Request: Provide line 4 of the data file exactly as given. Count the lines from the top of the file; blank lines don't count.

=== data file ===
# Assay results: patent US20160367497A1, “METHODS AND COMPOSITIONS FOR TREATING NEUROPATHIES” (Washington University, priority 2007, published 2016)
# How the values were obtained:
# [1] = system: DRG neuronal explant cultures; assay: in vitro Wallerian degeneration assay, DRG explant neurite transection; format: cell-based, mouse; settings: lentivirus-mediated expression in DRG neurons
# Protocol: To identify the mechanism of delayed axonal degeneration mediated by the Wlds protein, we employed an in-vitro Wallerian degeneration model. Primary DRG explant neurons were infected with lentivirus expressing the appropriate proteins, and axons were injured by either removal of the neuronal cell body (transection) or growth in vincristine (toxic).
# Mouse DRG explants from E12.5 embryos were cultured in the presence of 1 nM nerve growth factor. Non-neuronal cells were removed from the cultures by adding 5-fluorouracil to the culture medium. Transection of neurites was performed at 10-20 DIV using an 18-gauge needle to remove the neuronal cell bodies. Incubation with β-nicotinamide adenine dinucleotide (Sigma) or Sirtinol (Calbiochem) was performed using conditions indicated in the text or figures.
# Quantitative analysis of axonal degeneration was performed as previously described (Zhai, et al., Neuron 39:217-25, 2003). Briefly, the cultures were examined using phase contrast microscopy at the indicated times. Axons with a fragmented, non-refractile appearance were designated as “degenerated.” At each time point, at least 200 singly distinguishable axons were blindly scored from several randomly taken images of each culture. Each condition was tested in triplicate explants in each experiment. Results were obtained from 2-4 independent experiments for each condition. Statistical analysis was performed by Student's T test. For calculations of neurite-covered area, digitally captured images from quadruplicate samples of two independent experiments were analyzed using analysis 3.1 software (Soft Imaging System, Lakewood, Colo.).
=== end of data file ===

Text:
# Protocol: To identify the mechanism of delayed axonal degeneration mediated by the Wlds protein, we employed an in-vitro Wallerian degeneration model. Primary DRG explant neurons were infected with lentivirus expressing the appropriate proteins, and axons were injured by either removal of the neuronal cell body (transection) or growth in vincristine (toxic).